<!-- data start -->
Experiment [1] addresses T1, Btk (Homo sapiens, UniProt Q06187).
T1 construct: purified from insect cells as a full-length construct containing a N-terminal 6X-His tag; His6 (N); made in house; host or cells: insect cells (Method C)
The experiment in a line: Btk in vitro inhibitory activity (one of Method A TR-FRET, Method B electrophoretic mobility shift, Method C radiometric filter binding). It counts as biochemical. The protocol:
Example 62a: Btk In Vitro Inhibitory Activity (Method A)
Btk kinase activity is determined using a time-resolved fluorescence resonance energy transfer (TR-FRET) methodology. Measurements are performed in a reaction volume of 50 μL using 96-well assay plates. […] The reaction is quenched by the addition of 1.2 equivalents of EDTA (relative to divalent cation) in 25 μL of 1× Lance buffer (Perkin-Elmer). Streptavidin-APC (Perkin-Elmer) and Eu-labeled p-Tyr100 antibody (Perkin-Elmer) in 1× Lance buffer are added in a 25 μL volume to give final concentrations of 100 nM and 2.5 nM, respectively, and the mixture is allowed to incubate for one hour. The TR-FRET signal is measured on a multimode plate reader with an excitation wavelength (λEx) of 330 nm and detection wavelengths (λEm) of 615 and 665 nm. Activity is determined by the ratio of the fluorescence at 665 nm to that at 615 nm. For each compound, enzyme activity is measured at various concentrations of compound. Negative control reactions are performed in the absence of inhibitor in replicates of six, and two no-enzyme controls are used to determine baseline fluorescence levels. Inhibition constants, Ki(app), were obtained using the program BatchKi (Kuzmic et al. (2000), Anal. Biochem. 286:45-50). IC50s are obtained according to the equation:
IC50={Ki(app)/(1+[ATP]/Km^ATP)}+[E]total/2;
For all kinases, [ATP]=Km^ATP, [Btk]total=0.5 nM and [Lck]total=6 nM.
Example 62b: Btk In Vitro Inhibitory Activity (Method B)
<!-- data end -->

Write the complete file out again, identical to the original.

Experiment [1] addresses T1, Btk (Homo sapiens, UniProt Q06187).
T1 construct: purified from insect cells as a full-length construct containing a N-terminal 6X-His tag; His6 (N); made in house; host or cells: insect cells (Method C)
The experiment in a line: Btk in vitro inhibitory activity (one of Method A TR-FRET, Method B electrophoretic mobility shift, Method C radiometric filter binding). It counts as biochemical. The protocol:
Example 62a: Btk In Vitro Inhibitory Activity (Method A)
Btk kinase activity is determined using a time-resolved fluorescence resonance energy transfer (TR-FRET) methodology. Measurements are performed in a reaction volume of 50 μL using 96-well assay plates. […] The reaction is quenched by the addition of 1.2 equivalents of EDTA (relative to divalent cation) in 25 μL of 1× Lance buffer (Perkin-Elmer). Streptavidin-APC (Perkin-Elmer) and Eu-labeled p-Tyr100 antibody (Perkin-Elmer) in 1× Lance buffer are added in a 25 μL volume to give final concentrations of 100 nM and 2.5 nM, respectively, and the mixture is allowed to incubate for one hour. The TR-FRET signal is measured on a multimode plate reader with an excitation wavelength (λEx) of 330 nm and detection wavelengths (λEm) of 615 and 665 nm. Activity is determined by the ratio of the fluorescence at 665 nm to that at 615 nm. For each compound, enzyme activity is measured at various concentrations of compound. Negative control reactions are performed in the absence of inhibitor in replicates of six, and two no-enzyme controls are used to determine baseline fluorescence levels. Inhibition constants, Ki(app), were obtained using the program BatchKi (Kuzmic et al. (2000), Anal. Biochem. 286:45-50). IC50s are obtained according to the equation:
IC50={Ki(app)/(1+[ATP]/Km^ATP)}+[E]total/2;
For all kinases, [ATP]=Km^ATP, [Btk]total=0.5 nM and [Lck]total=6 nM.
Example 62b: Btk In Vitro Inhibitory Activity (Method B)